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I'm working on a wireless power transfer project. The coils that I'm using are made out of Litz wire with a value of 50 uH. For the capacitors, I'm using 68 nF capacitors. This puts the resonance frequency at about 86.314 kHz. The capacitors are metal film type capacitors made specially for high Q resonance circuits. The ESR of the coil is about 33 mΩ. I'm not really sure what the ESR of the capacitor is nor the amplifier used. I do know though that the Q for the circuit is really high. I was getting around 200 V peak to peak from 1 V peak to peak at some point. The issue is that just moving the coil around causes the resonance frequency to shift around drastically. I found that just moving the coil a little bit causes the resonance to shift up or down by upwards of 2 kHz. I did find that adding a series resistance of 6 Ω does seem to stabilize that.

Is that normal behavior when the Q is that high?

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Is that normal behaviour when the Q is that high?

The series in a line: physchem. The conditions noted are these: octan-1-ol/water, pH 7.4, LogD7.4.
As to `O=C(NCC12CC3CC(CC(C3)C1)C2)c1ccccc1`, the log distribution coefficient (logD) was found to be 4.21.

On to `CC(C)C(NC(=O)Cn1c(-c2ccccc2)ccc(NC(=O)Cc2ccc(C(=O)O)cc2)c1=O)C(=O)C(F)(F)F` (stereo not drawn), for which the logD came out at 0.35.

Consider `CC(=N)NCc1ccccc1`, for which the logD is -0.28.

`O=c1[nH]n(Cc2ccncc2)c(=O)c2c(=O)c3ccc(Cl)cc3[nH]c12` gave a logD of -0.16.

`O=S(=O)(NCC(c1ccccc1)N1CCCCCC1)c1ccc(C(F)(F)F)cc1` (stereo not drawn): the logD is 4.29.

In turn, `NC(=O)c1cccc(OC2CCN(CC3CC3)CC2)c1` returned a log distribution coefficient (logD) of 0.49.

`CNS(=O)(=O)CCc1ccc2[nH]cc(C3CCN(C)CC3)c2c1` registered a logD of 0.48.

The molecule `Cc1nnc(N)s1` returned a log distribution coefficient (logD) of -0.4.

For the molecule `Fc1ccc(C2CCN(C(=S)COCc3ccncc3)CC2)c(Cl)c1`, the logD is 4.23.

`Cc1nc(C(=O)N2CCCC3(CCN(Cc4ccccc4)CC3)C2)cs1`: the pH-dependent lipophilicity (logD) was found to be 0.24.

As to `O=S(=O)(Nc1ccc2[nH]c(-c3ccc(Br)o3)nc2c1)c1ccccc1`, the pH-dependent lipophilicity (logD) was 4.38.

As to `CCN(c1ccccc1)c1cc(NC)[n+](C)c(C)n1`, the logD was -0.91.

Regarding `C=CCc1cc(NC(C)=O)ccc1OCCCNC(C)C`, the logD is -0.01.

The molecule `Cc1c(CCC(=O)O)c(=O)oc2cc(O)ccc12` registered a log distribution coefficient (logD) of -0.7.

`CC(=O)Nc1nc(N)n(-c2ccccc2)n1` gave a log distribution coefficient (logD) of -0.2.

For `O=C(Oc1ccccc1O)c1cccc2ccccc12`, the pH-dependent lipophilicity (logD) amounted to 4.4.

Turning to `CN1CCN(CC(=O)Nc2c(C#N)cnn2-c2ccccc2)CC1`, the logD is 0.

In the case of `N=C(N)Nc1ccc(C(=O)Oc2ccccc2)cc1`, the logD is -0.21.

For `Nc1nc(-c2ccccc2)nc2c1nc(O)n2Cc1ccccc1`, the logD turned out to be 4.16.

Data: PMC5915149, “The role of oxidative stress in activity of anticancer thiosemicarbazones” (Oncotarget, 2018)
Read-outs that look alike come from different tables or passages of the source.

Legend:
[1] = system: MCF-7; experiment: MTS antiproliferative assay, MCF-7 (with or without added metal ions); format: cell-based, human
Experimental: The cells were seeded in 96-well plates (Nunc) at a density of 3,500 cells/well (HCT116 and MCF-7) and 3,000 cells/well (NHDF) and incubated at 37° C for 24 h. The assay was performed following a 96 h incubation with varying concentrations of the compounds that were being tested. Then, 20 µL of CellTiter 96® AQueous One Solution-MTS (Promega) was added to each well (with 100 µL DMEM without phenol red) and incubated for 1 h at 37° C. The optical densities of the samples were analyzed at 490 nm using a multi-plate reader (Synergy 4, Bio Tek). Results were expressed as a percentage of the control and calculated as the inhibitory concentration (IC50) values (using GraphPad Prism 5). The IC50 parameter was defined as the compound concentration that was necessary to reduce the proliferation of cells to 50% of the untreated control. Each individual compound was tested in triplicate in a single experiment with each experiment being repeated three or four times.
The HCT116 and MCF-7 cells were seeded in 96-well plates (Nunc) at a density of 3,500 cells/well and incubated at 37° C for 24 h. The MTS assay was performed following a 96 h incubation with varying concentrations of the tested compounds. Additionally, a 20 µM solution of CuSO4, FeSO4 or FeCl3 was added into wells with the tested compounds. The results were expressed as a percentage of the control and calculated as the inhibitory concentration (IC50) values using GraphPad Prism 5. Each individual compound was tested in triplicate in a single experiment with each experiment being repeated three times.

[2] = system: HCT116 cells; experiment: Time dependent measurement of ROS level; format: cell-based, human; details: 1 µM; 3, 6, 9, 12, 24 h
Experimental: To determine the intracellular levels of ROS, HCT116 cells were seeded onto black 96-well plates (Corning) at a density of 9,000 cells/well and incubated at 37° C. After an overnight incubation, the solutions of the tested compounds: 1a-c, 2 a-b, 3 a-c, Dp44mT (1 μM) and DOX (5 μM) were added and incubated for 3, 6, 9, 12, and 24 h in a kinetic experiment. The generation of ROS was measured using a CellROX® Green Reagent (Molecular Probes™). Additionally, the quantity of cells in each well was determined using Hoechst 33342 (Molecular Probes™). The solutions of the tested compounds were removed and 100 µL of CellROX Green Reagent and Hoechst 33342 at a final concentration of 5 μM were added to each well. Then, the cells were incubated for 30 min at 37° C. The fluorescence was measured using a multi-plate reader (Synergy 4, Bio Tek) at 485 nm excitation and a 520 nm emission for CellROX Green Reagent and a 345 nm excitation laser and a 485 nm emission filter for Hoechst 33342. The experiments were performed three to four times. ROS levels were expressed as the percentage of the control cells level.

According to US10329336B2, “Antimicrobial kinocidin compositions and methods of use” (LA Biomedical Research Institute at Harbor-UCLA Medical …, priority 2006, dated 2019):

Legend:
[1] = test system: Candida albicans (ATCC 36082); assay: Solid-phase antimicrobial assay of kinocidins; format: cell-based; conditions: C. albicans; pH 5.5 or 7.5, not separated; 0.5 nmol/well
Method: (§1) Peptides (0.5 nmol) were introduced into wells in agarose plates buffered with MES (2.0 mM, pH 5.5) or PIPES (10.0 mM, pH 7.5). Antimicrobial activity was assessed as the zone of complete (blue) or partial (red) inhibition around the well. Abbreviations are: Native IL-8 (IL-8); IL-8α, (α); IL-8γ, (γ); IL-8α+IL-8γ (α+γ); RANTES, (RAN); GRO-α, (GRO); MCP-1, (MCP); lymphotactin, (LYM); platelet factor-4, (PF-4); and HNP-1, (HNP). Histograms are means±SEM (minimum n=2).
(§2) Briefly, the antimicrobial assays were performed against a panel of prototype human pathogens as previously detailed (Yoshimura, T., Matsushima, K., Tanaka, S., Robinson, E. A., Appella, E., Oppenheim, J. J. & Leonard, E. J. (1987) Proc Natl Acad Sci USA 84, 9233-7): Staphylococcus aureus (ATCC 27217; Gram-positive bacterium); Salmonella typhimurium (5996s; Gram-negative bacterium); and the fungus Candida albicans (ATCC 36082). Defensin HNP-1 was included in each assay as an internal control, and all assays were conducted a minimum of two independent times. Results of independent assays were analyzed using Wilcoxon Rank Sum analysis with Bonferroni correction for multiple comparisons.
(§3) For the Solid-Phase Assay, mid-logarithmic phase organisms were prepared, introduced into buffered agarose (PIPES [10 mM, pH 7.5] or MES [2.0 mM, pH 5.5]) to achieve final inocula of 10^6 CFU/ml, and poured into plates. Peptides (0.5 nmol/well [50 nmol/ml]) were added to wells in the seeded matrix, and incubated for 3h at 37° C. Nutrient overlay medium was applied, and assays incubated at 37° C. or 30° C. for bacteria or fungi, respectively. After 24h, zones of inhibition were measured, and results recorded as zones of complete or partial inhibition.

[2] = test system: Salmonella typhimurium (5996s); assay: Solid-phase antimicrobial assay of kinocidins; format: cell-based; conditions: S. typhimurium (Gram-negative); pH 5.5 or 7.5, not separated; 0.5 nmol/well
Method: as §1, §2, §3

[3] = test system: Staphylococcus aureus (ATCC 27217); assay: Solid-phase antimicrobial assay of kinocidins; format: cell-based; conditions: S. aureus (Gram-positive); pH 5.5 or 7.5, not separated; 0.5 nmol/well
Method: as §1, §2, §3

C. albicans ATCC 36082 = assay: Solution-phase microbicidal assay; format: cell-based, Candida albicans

Yes this is normal behaviour when the Q is high. Any slight deformation of the coil can cause the inductance to change and this will cause the resonant point to change. Also, moving the coil towards other conducting objects will create eddy currents in those objects and reduce the effective inductance of the coil.

Adding a series resistor lowers the Q and inevitably reduces this effect.

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  • \$\begingroup\$ Is there any solution to this problem other than just lowering the Q of the circuit? \$\endgroup\$
    – Analog
    Jan 5, 2023 at 14:34
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    \$\begingroup\$ Instead of using an oscillator that changes with L and C changes, use a fixed frequency oscillator and live with a slight amplitude reduction when it detunes. Or, add a self-tuning mechanism to keep it sweet (quite tricky actually but doable). \$\endgroup\$
    – Andy aka
    Jan 5, 2023 at 14:37
  • \$\begingroup\$ Thank you for the suggestion. \$\endgroup\$
    – Analog
    Jan 5, 2023 at 14:45

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